Brendan O’Sullivan’s failed drugs test caused by fat-burning pills

Sport Ireland reduced Kerry player’s ban for taking ‘contaminated product’ to 21 weeks

Brendan O’Sullivan’s failed drugs test was cause by fat-burning pills called ‘Oxyburn Pro Superthermotech.’ Photograph: Cathal Noonan/Inpho

Brendan O’Sullivan’s failed drugs test was cause by fat-burning pills called ‘Oxyburn Pro Superthermotech.’ Photograph: Cathal Noonan/Inpho

 

The Falcon Labs brand fat-burning supplement Oxyburn Pro Superthermotech has been revealed as the product which caused the anti-doping violation of Kerry footballer Brendan O’Sullivan.

It resulted in O’Sullivan’s positive test for the banned stimulant methylhexaneamine (MHA), back in April 2016, for which he has already served a reduced suspension of just 21 weeks.

Sport Ireland has now published the full reasoned decision regarding O’Sullivan’s case, identifying Oxyburn Pro Superthermotech as the product which returned the positive test.

According to the reasoned decision, O’Sullivan explained that he took a supplement called Falcon Labs Oxyburn Pro Superthermotech: he asserted that it was a “contaminated product” as defined in the Irish Anti-Doing Rules, because MHA was not disclosed on the label or in a reasonable internet search which he asserted he had carried out before taking the product.

After analysis by Sport Ireland, carried out at the World Anti-Doping Agency-accredited (Wada) laboratory in Cologne, of tablets left over from the original tub which O’Sullivan purchased, analysis of tablets from an unopened tub of the same product and “consideration of sworn testimony” from O’Sullivan regarding the internet search he had carried out, Sport Ireland accepted that it was a contaminated product case, and that he “bore no significant fault or negligence and specified a sanction of seven months which it considered appropriate.”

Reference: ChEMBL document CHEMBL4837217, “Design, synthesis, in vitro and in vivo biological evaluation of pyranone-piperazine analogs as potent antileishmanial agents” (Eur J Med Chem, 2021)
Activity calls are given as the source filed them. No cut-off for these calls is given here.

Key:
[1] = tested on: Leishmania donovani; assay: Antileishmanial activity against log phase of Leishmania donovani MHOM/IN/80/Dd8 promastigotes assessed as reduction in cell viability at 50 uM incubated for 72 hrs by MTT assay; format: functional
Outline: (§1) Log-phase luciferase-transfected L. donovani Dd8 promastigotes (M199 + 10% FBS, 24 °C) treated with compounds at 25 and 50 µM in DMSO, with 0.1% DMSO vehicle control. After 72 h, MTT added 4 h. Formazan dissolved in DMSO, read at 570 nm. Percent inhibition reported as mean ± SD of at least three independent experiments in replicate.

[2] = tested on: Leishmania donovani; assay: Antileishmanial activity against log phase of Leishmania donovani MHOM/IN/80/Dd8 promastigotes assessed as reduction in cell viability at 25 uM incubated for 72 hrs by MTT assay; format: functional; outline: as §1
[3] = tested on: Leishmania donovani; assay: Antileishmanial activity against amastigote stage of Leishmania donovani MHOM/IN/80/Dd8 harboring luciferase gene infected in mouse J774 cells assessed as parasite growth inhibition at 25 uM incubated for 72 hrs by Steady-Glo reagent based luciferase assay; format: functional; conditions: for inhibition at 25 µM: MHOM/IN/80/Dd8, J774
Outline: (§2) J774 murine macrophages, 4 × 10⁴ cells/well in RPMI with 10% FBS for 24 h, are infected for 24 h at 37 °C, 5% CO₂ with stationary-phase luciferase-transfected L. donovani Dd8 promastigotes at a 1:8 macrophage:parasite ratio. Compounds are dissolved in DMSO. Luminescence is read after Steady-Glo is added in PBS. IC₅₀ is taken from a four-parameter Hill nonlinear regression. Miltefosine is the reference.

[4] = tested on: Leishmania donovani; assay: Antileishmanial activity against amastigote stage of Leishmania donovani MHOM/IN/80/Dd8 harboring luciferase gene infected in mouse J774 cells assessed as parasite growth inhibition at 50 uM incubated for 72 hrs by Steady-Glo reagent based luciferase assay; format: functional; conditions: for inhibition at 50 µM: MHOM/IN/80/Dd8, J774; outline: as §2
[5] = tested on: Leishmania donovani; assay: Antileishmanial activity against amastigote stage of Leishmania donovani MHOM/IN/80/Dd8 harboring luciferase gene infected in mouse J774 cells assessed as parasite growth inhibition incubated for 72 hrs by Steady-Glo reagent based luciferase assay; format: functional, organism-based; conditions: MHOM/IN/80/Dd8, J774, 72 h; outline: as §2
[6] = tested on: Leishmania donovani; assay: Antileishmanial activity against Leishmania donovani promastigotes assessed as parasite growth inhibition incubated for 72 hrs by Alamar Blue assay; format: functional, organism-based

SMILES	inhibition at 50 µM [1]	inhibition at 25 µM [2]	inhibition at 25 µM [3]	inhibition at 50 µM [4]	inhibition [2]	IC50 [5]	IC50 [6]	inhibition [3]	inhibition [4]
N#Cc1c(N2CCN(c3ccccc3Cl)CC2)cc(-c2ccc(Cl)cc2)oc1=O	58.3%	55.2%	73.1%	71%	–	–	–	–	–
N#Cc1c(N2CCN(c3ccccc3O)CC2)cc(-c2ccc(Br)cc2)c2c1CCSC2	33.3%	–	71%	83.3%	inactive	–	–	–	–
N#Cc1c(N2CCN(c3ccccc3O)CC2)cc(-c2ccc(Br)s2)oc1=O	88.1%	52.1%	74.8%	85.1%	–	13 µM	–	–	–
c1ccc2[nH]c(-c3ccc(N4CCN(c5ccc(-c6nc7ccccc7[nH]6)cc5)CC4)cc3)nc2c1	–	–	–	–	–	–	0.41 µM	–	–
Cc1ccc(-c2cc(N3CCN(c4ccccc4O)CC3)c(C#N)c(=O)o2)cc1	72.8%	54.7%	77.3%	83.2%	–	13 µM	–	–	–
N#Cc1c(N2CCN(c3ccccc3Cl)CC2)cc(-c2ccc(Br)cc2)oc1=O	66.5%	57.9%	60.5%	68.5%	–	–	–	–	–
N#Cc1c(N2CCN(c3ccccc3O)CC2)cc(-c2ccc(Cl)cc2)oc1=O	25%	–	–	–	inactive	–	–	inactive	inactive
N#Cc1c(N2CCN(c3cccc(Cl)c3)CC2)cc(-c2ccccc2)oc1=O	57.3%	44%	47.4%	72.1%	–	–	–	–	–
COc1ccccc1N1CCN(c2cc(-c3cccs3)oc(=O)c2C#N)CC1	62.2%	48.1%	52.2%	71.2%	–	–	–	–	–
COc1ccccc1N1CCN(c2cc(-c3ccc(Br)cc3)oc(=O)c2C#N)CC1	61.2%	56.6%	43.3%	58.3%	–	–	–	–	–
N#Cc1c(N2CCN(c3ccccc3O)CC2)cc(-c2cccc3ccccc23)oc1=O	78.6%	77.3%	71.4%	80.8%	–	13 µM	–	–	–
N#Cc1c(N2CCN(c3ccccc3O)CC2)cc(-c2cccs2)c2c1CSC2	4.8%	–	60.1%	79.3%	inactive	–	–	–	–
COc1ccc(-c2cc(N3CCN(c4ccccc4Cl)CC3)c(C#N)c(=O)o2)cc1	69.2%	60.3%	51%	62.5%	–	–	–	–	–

Falcon Labs brand Oxyburn Pro Superthermotech is a supplement sold in capsule form which claims “can dramatically improve the rate in which body fat is burnt as well as providing a huge increase in explosive energy levels.”

Available on-line through a range of supplement distributors, at a cost of €35 for 60 capsules, Superthermotech is branded as “a combination of the strongest and most effective weight loss and energy boosting ingredients available on the market today. When taken in combination with a healthy balanced diet an regular exercise the results can be remarkable!”

MHA, however, is not listed on the label as being among either the active or inactive ingredients, although it does contain Citrus Aurantium, the controversial weight-loss fruit. It does also come with a warning: “Superthermotech are Laboratory-Tested and must be used with caution only by healthy adults capable of handling its true power. It is mandatory that users get clearance from their physician before use.”

On Monday, Sport Ireland issued a statement explaining the strangely convoluted timeline of O’Sullivan’s subsequent ban: he returned the positive sample after Kerry’s league defeat to Dublin on April 24th 2016, and while O’Sullivan admitted the offence, he then appealed the already reduced suspension of seven months: the standard minimum ban for a doping offence is four years, typically reduced to one or two years when the “no significant fault” defence is accepted.

O’Sullivan’s suspension was lifted during that period, and on January 5th of this year his appeal was sent to the GAA’s Anti-Doping Committee, who further reduced the ban to six months; however he appealed that again to the Sport Ireland Anti-Doping Disciplinary Panel, who imposed a period of suspension of just 21 weeks.

It meant his suspension was served in two separate spells - from May 13th to July 28th last year, and from February 26th to May 6th this year.

Some erroneous information regarding methylhexaneamine has been circulating this week in the aftermath of O’Sullivan’s case: it has in fact been on the Wada prohibited stimulant list since 2004, although it was reclassified as “a specified substance” in 2011.

Wada defines “specified substances” as those that can “enter an athlete’s body inadvertently and therefore allow a tribunal more flexibility when making a sanctioning decision.”

There are however different interpretations to this stage of the process. Jamaican sprinter Nesta Carter returned a positive test for MHA last year when frozen samples from the 2008 Beijing Olympics were re-tested, his results were then disqualified, including the 4x100m Olympic relay gold medal he had won with team mate Usain Bolt as the anchor (thus stripping Bolt of his historic Olympic sprint ‘triple-triple’).

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